Special educational needs

  • Successfully teaches children with severe cognitive difficulties
  • Outstanding results for children with SLCN
  • Appropriate for children with a wide range of neurological disorders
  • Enables children to understand ‘how reading works’

BRI (Beginning Reading Instruction) is a gentle, lively introduction to early reading instruction. Its structure is very simple, with straightforward directions allowing specialist tutors and SENCOs to teach the majority of pupils to read, including those with significant instructional challenges. BRI begins with just three words and five sounds. The programme provides essential ‘know-how’ for struggling readers. Following the three BRI sets, and the first two ARI (Advanced Reading Instruction) sets, many children can progress to independent reading.

BRI raises awareness of the individual components of a basic story: ‘who’, ‘where’, ‘when’, ‘what’, encouraging children to engage with the stories, as well as identifying with the gentle foibles and humour of Sam the Lion, Mat the Rat and friends. Children who are easily confused by the complexities and the meaning of written language find it immensely reassuring to understand how to ‘really read’ a ‘proper book’ within a few minutes of starting ‘I See Sam’. For the adult, this book can seem slight; to the child it is thrilling.

BRI-ARI is particularly suitable for supervision by TAs, with brief instructions in the ‘Getting Started with BRI’ Guide sufficient to help beginner readers (see Buy BRI books). Simple and consistent instructions are also incorporated in each book. Easy-to-use Performance Indicators are quick to administer and should be used to establish the best starting place for each child (See Free resources).

Special needs teachers and TAs should note the following to ensure that every individual child is progressing:

1. Does the child remember code?
2. Does s/he use learned code to sound out unknown words?
3. Is each child slowly progressing to fluency, that is sounding out fewer and fewer words? Children should be almost fluent at the end of each set.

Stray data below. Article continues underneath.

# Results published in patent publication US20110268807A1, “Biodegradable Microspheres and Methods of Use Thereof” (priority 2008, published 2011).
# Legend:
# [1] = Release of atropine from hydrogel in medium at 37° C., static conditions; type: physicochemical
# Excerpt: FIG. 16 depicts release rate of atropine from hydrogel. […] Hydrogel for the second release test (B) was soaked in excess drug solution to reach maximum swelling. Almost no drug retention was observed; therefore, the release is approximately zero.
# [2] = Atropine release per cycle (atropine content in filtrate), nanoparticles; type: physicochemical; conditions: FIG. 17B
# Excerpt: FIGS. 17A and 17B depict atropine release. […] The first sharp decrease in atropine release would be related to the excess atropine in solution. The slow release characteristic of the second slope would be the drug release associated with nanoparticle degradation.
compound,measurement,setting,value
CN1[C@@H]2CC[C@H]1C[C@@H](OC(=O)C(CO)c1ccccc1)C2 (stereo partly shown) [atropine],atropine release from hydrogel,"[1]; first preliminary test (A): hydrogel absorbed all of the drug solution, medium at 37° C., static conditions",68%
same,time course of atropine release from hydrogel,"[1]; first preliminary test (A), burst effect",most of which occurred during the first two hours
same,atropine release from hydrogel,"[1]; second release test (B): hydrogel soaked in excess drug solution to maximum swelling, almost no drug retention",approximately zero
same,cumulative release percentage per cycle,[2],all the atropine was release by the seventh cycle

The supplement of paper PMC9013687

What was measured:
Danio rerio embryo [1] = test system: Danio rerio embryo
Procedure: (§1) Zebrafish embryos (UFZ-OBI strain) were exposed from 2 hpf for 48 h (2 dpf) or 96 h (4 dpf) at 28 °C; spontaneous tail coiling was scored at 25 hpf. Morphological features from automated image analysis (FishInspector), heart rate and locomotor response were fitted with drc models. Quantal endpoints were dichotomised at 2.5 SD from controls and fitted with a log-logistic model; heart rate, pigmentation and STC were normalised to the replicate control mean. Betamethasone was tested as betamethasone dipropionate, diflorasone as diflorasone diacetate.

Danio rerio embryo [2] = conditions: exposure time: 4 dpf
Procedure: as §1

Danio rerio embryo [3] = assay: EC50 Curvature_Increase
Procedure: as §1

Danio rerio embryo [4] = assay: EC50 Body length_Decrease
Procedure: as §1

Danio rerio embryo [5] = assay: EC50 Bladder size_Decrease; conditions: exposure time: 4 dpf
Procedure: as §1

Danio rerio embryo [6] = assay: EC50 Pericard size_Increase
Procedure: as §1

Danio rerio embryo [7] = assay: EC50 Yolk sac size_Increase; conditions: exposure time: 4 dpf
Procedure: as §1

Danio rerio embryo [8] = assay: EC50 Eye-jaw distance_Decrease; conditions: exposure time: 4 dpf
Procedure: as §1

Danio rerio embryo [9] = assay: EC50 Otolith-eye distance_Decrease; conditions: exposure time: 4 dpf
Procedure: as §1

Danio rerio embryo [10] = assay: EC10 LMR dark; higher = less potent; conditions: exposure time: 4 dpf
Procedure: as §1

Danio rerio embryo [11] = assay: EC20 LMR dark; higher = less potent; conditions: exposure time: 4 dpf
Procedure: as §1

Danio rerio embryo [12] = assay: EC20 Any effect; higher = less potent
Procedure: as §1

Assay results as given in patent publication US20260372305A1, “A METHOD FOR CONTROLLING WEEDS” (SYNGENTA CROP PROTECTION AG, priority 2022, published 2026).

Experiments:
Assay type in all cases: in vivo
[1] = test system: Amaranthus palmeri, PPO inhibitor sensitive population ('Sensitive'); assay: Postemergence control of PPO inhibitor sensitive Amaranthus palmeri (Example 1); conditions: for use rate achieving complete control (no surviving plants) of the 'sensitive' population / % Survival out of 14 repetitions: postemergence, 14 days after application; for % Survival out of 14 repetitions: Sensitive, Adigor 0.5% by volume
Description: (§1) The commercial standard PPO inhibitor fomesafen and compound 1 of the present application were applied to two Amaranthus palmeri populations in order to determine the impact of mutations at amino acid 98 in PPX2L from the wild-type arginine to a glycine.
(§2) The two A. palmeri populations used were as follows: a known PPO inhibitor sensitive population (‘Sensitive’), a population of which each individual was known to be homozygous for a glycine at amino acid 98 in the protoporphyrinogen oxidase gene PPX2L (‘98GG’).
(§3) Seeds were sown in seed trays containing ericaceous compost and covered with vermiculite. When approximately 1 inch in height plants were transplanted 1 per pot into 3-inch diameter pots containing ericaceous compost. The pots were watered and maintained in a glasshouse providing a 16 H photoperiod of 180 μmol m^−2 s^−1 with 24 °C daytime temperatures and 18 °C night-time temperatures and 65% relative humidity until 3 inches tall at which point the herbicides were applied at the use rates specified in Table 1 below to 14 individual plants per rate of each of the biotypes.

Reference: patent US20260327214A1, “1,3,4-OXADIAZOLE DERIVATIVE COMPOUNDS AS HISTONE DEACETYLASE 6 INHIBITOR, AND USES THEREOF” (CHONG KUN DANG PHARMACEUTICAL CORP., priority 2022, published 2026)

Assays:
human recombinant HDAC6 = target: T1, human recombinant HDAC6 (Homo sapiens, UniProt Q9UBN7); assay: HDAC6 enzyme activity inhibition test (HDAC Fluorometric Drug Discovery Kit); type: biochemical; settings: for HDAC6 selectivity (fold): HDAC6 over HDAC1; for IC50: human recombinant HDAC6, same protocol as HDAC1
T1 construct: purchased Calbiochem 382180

4. Does every child automatically use the protocol (Sound, sound, say the word) when encountering a word s/he cannot read?
5. Are all faulty and distracting reading strategies eliminated:
a. guessing
b. cueing from the first letter
c. reversal of words due to erratic left-to-right directionality, i.e. saying ‘saw’ for ‘was’
d. inattention to the decoding process, i.e. saying ‘this’ for ‘that’?

Points 1-5: Use the Notched Card ‘Slider’ (See Free resources) and insist on the ‘sounding out’ protocol.

No child should be encouraged to go ‘steaming’ ahead using faulty strategies. Once embedded, it is far harder to rectify these.

Simple story questions accompany each book, providing a springboard for discussion and helping teachers to assess comprehension.

SPELLING Workbooks augment the BRI books. It is recommended that spelling should take place after book reading so that no unintended memorisation of words occurs.

PERFORMANCE INDICATORS (See Free resources) are a useful ‘before’ and ‘after’ indication of progress, providing a very clear record of improvement.

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” [My daughter’s] profile, with scores ranging from 36-87 (with 85-115 being normal for her age) shows that she has a cognitive impairment as well as some significant learning disabilities. Thanks to BRI, her reading and spelling skills tested 20-30 points above her average IQ level.
They were at first going to put her in the classroom which the severely mentally impaired kids attend – these are kids that are mostly non or very limited verbally, non readers, very basic functional skills, etc. Now they said she is the top reader in her special education room.”Extract from Case Studies, Ottakee’s Children

Reading support for children with special educational needs

SEN literacy
“My very difficult Y9 boy has started storming through the ARI books. He came to me today demanding to ‘read’!” HL Teaching Assistant
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